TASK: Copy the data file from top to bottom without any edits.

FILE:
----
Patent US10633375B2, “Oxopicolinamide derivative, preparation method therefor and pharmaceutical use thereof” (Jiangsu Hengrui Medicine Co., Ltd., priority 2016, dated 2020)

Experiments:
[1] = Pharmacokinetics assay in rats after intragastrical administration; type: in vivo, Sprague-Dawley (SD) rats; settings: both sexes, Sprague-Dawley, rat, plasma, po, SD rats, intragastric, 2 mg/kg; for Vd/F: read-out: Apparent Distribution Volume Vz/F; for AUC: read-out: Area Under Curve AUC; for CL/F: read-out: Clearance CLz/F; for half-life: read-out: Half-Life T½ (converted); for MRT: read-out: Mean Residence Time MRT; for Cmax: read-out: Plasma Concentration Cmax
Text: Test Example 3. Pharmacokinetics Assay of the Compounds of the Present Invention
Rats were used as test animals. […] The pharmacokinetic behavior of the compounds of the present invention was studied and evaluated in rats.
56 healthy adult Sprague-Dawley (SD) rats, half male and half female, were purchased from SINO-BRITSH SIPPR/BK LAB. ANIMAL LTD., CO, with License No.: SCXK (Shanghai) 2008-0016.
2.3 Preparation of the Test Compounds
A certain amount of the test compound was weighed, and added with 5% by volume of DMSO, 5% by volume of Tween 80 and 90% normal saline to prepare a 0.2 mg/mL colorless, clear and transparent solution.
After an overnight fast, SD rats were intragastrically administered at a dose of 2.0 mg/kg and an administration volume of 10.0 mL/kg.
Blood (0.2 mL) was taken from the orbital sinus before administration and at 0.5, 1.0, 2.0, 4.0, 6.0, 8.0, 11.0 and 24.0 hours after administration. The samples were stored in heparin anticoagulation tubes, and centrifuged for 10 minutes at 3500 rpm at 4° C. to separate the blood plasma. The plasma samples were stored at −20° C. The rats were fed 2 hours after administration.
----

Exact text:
Patent US10633375B2, “Oxopicolinamide derivative, preparation method therefor and pharmaceutical use thereof” (Jiangsu Hengrui Medicine Co., Ltd., priority 2016, dated 2020)

Experiments:
[1] = Pharmacokinetics assay in rats after intragastrical administration; type: in vivo, Sprague-Dawley (SD) rats; settings: both sexes, Sprague-Dawley, rat, plasma, po, SD rats, intragastric, 2 mg/kg; for Vd/F: read-out: Apparent Distribution Volume Vz/F; for AUC: read-out: Area Under Curve AUC; for CL/F: read-out: Clearance CLz/F; for half-life: read-out: Half-Life T½ (converted); for MRT: read-out: Mean Residence Time MRT; for Cmax: read-out: Plasma Concentration Cmax
Text: Test Example 3. Pharmacokinetics Assay of the Compounds of the Present Invention
Rats were used as test animals. […] The pharmacokinetic behavior of the compounds of the present invention was studied and evaluated in rats.
56 healthy adult Sprague-Dawley (SD) rats, half male and half female, were purchased from SINO-BRITSH SIPPR/BK LAB. ANIMAL LTD., CO, with License No.: SCXK (Shanghai) 2008-0016.
2.3 Preparation of the Test Compounds
A certain amount of the test compound was weighed, and added with 5% by volume of DMSO, 5% by volume of Tween 80 and 90% normal saline to prepare a 0.2 mg/mL colorless, clear and transparent solution.
After an overnight fast, SD rats were intragastrically administered at a dose of 2.0 mg/kg and an administration volume of 10.0 mL/kg.
Blood (0.2 mL) was taken from the orbital sinus before administration and at 0.5, 1.0, 2.0, 4.0, 6.0, 8.0, 11.0 and 24.0 hours after administration. The samples were stored in heparin anticoagulation tubes, and centrifuged for 10 minutes at 3500 rpm at 4° C. to separate the blood plasma. The plasma samples were stored at −20° C. The rats were fed 2 hours after administration.